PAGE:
Pre-Start Checks for 360 Excavator

Pre-Start Checks for 360 Excavator

Excavator Pre Start Checks

When operating a 360 excavator, safety is of prime importance. For this reason, comprehensive pre-start checks are a must before utilising any piece of equipment.

Our Excavator Training courses provide you with the relevant knowledge required to safely operate these machines. This includes teaching you the relevant pre-start checks for the excavator.

Why Excavator Pre-Start Checks are Important

The 360 Degree Excavator is an incredibly powerful machine that can cause serious injuries when used incorrectly. It’s possible to reduce the risk of injuries through various procedures that have been created in line with the Health & Safety Executive.

One of these procedures is the pre-start checks. These checks help to discover any issues with the machine prior to operating. For example, ensuring that the floor of the cab is clear before operating would allow you to discover any debris that may get lodged in the machine controls.

For various reasons, these checks are vital, so understanding them is essential before any operator considers getting into a machine.

It’s possible to split the required checks into three groups: general walkaround, compartments and in-cab. Each group has a vital set of observations that must be performed before use, and we’ve detailed them below.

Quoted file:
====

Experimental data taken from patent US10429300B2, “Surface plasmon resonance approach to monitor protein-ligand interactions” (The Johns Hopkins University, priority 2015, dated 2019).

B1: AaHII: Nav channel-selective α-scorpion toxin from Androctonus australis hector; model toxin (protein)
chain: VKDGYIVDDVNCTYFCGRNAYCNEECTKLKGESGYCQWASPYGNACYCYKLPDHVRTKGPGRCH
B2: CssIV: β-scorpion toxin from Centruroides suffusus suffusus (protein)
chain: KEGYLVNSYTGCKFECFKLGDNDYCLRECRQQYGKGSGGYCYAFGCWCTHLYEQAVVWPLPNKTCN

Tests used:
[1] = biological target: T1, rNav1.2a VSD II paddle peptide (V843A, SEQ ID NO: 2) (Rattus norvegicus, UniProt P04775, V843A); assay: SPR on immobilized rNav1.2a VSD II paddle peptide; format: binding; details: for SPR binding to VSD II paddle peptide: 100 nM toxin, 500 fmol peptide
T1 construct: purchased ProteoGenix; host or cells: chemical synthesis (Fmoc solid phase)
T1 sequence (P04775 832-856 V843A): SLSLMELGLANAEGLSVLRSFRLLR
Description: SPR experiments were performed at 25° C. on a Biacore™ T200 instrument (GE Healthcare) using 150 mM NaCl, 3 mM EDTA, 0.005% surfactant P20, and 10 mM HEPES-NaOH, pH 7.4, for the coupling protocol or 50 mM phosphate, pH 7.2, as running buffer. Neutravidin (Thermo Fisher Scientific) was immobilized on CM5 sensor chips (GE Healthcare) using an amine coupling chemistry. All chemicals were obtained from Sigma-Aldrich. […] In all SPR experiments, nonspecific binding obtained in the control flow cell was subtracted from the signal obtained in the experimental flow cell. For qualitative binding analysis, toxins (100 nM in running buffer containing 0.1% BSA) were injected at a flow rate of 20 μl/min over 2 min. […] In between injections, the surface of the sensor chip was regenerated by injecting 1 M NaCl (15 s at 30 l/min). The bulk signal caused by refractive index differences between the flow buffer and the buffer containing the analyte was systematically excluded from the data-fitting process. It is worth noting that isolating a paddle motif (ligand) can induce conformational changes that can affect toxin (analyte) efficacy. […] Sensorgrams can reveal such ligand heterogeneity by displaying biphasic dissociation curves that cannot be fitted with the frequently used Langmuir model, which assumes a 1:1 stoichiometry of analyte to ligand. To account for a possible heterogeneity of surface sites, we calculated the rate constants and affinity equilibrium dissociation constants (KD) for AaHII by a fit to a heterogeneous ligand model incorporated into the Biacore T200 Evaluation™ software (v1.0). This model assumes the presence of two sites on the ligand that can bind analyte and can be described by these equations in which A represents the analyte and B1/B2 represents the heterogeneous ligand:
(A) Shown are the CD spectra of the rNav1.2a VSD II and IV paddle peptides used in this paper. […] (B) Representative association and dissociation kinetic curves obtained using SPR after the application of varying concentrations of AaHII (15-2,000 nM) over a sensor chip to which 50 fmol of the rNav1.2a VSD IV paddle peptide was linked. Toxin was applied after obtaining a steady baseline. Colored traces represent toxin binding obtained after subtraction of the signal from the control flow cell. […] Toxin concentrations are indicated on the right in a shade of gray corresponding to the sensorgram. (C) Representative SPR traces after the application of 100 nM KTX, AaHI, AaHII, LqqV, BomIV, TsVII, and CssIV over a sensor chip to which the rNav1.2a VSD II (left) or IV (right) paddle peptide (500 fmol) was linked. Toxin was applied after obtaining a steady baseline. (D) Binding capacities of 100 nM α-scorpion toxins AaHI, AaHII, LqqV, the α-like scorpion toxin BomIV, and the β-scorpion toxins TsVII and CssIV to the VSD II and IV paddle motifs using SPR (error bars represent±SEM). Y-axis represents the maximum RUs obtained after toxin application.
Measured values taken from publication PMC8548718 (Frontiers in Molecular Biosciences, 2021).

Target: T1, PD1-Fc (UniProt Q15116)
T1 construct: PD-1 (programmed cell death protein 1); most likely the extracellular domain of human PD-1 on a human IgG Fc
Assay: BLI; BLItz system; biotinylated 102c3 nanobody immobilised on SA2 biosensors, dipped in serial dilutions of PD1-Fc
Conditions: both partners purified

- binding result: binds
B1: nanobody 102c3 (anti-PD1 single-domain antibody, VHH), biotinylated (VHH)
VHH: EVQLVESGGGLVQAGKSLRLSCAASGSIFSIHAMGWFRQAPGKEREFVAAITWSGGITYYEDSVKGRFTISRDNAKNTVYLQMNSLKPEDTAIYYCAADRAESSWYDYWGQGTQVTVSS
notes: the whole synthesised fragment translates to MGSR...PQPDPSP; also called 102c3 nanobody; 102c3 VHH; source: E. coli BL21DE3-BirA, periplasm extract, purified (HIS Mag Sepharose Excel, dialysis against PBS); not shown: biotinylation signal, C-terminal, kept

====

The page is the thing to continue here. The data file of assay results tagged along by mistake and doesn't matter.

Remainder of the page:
General Walkaround

This set of checks is an external check of all visible components, designed to spot any major mechanical flaws or weaknesses.

  • Check cylinders. Make a visual inspection of cylinders to ensure they’re undamaged and that they haven’t leaked.
  • Inspect boom cylinders. A cursory inspection will reveal whether any hydraulic oil has leaked. If so, the oil and dirt will be seen directly on the boom cylinder.
  • Inspect work attachment. Ensure that any work attachment being used is properly secured using the correct equipment. Make sure all pins and clips are firmly and securely in place.
  • Check condition of work attachment. Check the overall condition of the work attachment being used. For example, look to see if teeth on a bucket are missing or need replacing.
  • Look underneath machine. Check for any obvious damage. Ascertain whether fluid has leaked from any part of the machine.
  • Check tracks. Look for visible signs of damage or for missing components. Pay close attention to whether the track pad is bent or broken and look to see if it’s buckled. Also, check track tension to ensure it complies with the manufacturer’s guide.
  • Check sprockets. Look to see whether teeth are missed or damaged. Assess whether the teeth are overly sharp, which can indicate a need to replace the sprocket.
  • Assess entry/exit. Inspect the steps and handholds, to ensure safe entry and exit can be made. Pay particular attention to mud on steps, which can be a significant slip hazard.
  • Check FOP (Falling Object Protection). Visually inspect all aspects of FOP for damage and any weaknesses, if applicable.

Compartments

The next set of pre-start checks concerns various compartments within the excavator – compartments that contain several pieces of equipment vital to the safe and correct functioning of the machine. Remember that all levels must be checked while equipment is cold.

  • Check washer fluid. Look to confirm that the washer fluid level is as per manufacturer’s guide. If not, fill washer fluid to maximum permitted level.
  • Check swing drive oil level. Assess whether there is sufficient oil for the swing drive using the dipstick and, if not, fill to the correct level.